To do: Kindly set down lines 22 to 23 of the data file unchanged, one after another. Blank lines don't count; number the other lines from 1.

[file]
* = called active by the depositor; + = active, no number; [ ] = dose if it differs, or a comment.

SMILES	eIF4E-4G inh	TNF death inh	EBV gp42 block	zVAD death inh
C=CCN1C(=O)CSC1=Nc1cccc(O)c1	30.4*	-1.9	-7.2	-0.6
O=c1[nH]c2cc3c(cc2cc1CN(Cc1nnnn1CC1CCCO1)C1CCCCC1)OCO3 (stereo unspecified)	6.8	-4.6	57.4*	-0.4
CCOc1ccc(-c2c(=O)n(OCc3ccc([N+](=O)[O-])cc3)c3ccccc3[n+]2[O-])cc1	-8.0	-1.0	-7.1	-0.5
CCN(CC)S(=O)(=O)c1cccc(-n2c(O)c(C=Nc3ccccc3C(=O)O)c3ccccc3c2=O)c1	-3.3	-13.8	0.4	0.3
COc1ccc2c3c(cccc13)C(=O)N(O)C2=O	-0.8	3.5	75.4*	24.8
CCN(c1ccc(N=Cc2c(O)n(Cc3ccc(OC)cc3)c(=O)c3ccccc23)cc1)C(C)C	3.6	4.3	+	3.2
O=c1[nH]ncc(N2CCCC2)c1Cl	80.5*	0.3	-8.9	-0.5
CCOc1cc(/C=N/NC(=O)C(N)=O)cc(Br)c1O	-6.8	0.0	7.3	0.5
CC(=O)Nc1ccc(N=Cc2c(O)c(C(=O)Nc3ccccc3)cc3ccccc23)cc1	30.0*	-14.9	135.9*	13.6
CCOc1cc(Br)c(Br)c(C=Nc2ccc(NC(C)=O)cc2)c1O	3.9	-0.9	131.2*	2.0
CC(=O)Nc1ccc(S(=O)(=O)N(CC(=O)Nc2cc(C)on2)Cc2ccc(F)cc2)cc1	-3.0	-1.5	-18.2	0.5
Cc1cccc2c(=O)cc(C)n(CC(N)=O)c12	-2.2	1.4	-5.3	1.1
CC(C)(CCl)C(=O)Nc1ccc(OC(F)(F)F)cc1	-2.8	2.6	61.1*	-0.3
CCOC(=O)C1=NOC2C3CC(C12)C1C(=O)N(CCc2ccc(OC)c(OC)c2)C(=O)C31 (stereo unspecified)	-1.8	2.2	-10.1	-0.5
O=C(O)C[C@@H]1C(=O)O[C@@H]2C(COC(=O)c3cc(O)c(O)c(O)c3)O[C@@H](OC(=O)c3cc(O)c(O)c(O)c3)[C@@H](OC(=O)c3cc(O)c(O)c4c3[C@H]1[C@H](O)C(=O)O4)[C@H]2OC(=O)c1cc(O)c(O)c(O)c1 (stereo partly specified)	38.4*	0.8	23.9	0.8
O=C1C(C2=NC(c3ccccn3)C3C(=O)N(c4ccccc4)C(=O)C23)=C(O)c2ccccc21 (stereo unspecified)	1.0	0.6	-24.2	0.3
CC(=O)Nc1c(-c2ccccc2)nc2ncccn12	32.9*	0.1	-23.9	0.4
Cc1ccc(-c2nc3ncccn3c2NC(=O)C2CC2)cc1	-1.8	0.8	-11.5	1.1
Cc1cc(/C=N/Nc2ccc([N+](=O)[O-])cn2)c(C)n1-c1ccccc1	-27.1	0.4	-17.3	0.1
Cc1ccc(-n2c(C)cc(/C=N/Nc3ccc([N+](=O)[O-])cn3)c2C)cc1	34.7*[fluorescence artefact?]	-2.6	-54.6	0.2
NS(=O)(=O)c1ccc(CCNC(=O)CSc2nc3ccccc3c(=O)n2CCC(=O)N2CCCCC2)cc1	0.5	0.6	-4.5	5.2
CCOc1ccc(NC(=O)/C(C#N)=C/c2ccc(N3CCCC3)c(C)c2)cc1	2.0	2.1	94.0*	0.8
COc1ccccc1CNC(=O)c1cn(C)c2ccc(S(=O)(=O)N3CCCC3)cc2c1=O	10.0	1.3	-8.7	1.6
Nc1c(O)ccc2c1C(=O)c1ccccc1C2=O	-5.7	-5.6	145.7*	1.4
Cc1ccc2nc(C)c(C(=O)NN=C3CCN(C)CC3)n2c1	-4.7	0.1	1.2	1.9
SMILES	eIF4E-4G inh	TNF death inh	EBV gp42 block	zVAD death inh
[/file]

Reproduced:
Cc1ccc(-n2c(C)cc(/C=N/Nc3ccc([N+](=O)[O-])cn3)c2C)cc1	34.7*[fluorescence artefact?]	-2.6	-54.6	0.2
NS(=O)(=O)c1ccc(CCNC(=O)CSc2nc3ccccc3c(=O)n2CCC(=O)N2CCCCC2)cc1	0.5	0.6	-4.5	5.2